Technocracy is back in Italy – but with a different agenda | politics

On February 13, former European Central Bank (ECB) Governor Mario Draghi was sworn in as Italy’s new prime minister. Draghi was tasked with forming a unity government following the collapse of the previous government last month.

The newly formed government has the support of a large cross-section of Italy’s parliament, with the far-right Brethren of Italy being the only parliamentary opposition.

The post-ideological populists of the Five Star Movement and the far-right Lega, both historically known for their Eurosceptic positions, are part of the governing coalition alongside the centre-left Democratic Party, the left-wing Free and Equal and the centre-right Forza Italia and several other small parties.

Draghi also benefits from Italy’s high approval ratings, and Europe’s political leaders have wholeheartedly welcomed his government.

This is not a new phenomenon. Technocrat Mario Monti was also greeted with similar sentiments when he headed an unelected cabinet in 2011 after the resignation of disgraced Prime Minister Silvio Berlusconi.

But within months of taking office, Monti was the target of harsh attacks from populist parties, and his popularity plummeted. Italian public dissatisfaction with Monti’s brand of technocratic politics grew over the years, eventually leading to the Five Star Movement and the League’s shock electoral victory and a short-lived coalition government in 2018.

Draghi undoubtedly belongs to the same technocratic class as Monti – a class that has shaped Italian and European economic policies for many decades. But that doesn’t mean their political fortunes will be the same, as Draghi’s government agenda differs markedly from Monti’s.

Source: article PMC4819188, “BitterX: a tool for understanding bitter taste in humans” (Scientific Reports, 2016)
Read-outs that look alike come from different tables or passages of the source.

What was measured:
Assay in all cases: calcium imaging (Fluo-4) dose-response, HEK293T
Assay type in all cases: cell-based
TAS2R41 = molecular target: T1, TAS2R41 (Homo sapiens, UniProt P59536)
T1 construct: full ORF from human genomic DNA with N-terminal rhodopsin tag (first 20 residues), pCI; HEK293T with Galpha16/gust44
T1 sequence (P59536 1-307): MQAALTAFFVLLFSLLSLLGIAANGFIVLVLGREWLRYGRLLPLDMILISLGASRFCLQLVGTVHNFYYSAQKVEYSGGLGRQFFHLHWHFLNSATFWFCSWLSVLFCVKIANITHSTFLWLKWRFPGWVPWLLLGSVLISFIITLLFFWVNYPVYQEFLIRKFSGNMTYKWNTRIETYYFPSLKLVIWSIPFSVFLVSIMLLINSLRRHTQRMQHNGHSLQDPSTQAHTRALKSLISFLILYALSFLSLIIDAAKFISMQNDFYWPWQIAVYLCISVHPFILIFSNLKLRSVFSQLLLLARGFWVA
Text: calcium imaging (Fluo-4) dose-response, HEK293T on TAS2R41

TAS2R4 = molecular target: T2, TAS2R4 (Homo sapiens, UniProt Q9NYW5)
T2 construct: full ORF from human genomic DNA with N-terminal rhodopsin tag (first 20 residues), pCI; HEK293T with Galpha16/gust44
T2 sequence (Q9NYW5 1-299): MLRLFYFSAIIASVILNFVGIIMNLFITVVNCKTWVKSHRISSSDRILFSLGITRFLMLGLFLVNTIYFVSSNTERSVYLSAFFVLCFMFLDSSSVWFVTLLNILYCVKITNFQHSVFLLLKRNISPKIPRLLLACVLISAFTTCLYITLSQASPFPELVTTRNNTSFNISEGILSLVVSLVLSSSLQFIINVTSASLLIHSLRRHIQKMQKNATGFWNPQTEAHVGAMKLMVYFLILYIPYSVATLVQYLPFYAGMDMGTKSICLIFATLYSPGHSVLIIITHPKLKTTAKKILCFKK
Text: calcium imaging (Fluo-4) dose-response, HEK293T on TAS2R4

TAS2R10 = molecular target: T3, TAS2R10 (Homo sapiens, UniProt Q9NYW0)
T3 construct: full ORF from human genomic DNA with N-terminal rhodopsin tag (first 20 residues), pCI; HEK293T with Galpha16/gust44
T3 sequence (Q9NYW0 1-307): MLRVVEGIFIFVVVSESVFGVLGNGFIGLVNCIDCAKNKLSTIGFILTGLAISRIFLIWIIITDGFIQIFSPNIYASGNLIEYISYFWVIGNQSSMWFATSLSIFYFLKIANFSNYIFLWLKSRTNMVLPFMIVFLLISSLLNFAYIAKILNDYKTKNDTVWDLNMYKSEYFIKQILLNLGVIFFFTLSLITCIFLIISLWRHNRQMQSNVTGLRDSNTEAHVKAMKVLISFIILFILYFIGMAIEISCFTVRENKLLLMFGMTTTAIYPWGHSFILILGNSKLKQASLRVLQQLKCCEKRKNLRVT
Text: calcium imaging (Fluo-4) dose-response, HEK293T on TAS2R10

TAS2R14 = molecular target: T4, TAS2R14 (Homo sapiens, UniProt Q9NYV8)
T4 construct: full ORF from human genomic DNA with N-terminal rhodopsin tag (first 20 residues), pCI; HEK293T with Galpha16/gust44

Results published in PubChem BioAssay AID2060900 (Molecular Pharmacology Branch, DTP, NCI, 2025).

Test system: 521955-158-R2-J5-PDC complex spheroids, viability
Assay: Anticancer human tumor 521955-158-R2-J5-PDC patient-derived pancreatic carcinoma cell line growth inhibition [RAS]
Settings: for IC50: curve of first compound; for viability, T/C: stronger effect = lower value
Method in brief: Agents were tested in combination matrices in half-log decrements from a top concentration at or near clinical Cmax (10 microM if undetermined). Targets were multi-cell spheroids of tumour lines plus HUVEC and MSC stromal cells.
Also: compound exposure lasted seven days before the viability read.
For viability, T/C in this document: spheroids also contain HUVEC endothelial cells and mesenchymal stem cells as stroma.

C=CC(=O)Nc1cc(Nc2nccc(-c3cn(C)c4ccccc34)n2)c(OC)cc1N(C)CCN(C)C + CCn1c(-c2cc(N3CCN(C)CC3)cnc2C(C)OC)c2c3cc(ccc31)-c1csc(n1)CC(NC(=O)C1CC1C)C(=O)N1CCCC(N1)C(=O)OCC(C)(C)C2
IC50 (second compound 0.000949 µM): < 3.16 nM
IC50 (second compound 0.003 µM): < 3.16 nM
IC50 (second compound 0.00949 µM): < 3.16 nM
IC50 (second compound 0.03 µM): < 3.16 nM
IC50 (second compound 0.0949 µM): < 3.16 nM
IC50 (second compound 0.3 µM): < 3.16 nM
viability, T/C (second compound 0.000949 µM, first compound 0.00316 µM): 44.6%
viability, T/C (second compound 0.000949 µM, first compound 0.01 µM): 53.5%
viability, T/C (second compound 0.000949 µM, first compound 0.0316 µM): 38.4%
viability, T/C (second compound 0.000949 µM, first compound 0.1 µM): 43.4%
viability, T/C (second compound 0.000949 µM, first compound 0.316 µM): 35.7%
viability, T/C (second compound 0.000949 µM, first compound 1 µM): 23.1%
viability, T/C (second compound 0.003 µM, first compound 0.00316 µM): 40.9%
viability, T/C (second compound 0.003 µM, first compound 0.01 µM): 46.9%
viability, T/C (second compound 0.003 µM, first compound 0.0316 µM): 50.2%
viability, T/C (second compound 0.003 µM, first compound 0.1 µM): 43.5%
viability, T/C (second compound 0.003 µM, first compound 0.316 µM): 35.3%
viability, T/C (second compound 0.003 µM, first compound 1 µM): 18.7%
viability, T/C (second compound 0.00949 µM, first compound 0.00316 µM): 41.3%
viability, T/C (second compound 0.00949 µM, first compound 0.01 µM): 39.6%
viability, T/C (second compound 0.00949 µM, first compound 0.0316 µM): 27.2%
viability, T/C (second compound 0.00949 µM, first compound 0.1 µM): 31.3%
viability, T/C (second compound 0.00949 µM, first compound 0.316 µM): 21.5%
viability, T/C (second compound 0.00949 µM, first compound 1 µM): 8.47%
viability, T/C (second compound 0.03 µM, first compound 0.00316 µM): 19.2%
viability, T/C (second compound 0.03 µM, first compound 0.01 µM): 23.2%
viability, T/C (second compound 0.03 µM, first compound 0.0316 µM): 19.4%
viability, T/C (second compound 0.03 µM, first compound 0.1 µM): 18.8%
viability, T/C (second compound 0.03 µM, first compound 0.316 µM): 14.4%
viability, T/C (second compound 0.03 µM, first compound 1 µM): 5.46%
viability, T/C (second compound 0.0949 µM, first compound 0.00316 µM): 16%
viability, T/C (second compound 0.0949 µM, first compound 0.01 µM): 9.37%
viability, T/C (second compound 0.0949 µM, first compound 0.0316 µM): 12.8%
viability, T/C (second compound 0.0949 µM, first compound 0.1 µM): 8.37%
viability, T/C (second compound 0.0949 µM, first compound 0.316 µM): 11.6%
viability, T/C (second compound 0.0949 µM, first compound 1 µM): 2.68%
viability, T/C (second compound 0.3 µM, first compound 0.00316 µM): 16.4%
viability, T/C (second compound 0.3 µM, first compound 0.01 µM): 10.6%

In line with the European Union consensus at the time, Monti pursued austerity measures and fiscal discipline, which aggravated Italy’s already sluggish economy while national debt continued to mount.

Draghi, on the other hand, seems to herald a new page in European economic and social policies that marks a departure from neoliberal orthodoxy.

Draghi’s ambitious plans

Draghi’s unity government is tasked with designing and implementing the largest stimulus package Italy has seen since the end of World War II.

Italy will receive around 210 billion euros ($254 billion) in grants and loans from Europe’s Next Generation EU coronavirus recovery fund to be spent between 2021 and 2026 on sustainable development, digitization, infrastructure projects and health, subject to reforms improving the bureaucracy, the judicial system and taxation. Like all other member states, Italy has to submit its recovery and resilience plans to the European Commission (EC) by the end of April 2021 in order to access the funds.

Draghi is following in the footsteps of the previous government and has made it clear that he will not pursue fiscal discipline and budget cuts in the midst of a pandemic. He plans to maintain and strengthen social policies to help workers keep their jobs or move to more viable sectors and to alleviate growing poverty and inequality. The new government will also use the recovery fund to create economic growth and new jobs in the areas prioritized by the EU.

Draghi already has a track record of opposing the neoliberal consensus. In 2015, under his leadership, the ECB began buying large amounts of government bonds and other financial assets from eurozone countries to inject money into their economies to boost consumption, thereby boosting job creation and economic growth.

Now, as Italian Prime Minister, he emphasizes that more European integration is needed, not less, and that the EU should be there to help member states in economic distress, rather than imposing rigid rules that further stifle economic growth and rising inequalities.